NI High Court: Legislative mistake should not have led to quashing and re-prosecution of indecent assault offence
Northern Ireland’s High Court has determined that a decision to quash a 2008 conviction for indecent assault in light of a legislative error and subsequently re-prosecute the case was unlawful.
About this case:
- Citation: NIKB 29
- Court:NI High Court
- Judge:Mr Justice O'Hara
Mr Justice O’Hara ruled that the original conviction should not have been quashed in 2020 after it emerged in 2018 that a legislative error had removed the jurisdiction of the trial court to hear the case.
The applicant was prosecuted for a single act of indecent assault against a female, contrary to section 52 of the Offences against the Person Act 1861. The offence was committed in 2008.
The applicant pleaded guilty before a district judge in 2010. His punishment was a conditional discharge and a requirement to sign the Sex Offenders’ Register for 18 months.
The applicant’s name was anonymised as FN here, because he had already been punished for the offence. The relevant events occurred more than a decade ago, and in the opinion of the court, it was inappropriate and unnecessary to identify him and open the door to a fresh round of publicity.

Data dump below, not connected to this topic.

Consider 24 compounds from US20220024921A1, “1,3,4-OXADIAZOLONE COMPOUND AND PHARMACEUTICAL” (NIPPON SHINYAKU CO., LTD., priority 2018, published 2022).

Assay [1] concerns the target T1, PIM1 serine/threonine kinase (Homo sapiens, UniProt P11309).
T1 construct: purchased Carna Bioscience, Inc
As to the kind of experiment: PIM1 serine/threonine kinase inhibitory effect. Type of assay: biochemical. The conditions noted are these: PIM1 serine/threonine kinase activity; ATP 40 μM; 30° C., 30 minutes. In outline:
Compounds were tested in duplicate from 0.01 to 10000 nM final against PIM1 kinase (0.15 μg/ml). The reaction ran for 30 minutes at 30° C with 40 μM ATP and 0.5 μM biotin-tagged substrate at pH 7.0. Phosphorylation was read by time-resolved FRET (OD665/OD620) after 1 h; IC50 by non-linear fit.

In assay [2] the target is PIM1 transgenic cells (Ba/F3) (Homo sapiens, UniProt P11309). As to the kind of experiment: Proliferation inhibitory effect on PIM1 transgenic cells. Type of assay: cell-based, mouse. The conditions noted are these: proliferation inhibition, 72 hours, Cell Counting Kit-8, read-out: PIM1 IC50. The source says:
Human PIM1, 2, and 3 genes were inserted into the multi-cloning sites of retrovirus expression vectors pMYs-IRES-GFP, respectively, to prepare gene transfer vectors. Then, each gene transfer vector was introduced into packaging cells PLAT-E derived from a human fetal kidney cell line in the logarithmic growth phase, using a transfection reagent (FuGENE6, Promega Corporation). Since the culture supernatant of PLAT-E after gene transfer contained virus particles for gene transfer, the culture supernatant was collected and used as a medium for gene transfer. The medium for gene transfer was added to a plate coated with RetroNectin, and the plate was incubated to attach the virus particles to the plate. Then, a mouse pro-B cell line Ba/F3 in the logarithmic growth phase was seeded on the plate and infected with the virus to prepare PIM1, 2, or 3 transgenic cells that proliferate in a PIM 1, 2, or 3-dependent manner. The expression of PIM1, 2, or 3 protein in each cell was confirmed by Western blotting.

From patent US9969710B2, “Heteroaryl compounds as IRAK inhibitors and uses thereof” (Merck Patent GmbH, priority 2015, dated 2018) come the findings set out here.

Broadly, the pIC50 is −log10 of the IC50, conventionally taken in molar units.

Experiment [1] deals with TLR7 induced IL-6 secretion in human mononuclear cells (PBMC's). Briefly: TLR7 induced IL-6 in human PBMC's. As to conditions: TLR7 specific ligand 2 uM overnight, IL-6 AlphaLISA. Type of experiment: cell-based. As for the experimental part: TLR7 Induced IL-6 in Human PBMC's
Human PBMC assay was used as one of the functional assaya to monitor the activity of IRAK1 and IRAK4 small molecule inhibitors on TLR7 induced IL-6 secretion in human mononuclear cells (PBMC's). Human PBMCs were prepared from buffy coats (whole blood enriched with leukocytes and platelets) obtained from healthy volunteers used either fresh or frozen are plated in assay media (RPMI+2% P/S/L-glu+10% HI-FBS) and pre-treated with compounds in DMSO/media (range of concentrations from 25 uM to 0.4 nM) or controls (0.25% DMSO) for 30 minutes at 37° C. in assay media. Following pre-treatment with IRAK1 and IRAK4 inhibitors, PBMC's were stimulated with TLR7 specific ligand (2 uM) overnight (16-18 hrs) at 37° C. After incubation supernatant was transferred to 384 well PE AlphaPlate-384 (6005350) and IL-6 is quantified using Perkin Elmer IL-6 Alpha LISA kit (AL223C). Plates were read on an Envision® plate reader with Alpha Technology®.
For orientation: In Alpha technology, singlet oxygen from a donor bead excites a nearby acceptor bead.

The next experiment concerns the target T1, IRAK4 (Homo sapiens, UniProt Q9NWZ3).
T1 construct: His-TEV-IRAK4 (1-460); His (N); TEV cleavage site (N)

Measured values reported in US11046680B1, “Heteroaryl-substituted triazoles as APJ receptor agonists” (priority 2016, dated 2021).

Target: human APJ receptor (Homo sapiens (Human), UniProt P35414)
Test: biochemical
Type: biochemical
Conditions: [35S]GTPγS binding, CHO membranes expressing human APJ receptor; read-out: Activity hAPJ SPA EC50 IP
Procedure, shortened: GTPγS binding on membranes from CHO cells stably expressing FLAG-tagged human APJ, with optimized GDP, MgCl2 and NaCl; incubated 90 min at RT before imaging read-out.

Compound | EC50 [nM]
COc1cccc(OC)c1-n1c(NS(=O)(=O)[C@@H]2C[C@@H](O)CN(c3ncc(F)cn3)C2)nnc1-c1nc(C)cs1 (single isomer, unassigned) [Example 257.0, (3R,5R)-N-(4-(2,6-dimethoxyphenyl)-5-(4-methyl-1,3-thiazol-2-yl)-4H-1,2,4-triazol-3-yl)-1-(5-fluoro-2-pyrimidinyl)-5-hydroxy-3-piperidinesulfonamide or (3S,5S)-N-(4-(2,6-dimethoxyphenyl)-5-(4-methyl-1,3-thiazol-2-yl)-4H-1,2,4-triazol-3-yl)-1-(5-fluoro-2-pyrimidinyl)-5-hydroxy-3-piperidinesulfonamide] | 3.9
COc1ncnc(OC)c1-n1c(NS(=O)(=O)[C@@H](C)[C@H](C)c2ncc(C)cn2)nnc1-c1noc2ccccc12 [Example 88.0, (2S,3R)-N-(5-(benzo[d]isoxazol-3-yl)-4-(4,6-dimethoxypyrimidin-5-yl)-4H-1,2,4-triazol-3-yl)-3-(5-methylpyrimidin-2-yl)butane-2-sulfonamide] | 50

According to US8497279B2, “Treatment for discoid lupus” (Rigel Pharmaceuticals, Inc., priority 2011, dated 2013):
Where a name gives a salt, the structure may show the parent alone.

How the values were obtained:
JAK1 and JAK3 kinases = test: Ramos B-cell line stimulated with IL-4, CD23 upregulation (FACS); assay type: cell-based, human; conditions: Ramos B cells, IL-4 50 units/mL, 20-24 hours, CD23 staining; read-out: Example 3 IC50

So far as the applicant and his victim were concerned, the matter was closed. However in 2018 it became apparent that a lacuna in the law had occurred as a result of a change in the law in 2009, between the date of the offending and the date of the prosecution.
Specifically, the issue was whether in 2010 the applicant should have been prosecuted before a district judge or whether he could only be prosecuted in the Crown Court. That issue arose because an apparent change in the law in 2009 reversed a long-established practice that a case could be brought either in the Magistrates’ Court or in the Crown Court, with the choice of forum typically depending on how serious the circumstances of the case were.
In 2020, the applicant was informed in a letter from the Public Prosecution Service (PPS) that they were obliged to have the case listed before a district judge to have the conviction rescinded, and therefore set aside. The victim of the applicant’s offence was similarly advised.
The applicant’s case was one of 15 across Northern Ireland which were affected by this change in law. The court noted: “It is not difficult to imagine the dismay victims must have felt on learning that disturbing events from more than 10 years earlier were being resurrected.”
The applications to rescind the convictions in all 15 cases were brought before a district judge. The district judge quashed each of the convictions and sentences, relying on Article 158A of the Magistrates’ Courts (NI) Order 1981 which allows district judges to reopen cases in order to rectify mistakes in certain circumstances.
Next, PPS considered whether to re-prosecute any, or all, of the 15 defendants in the Crown Court. In the applicant’s case (and in two others) a decision was taken that the case should proceed to trial.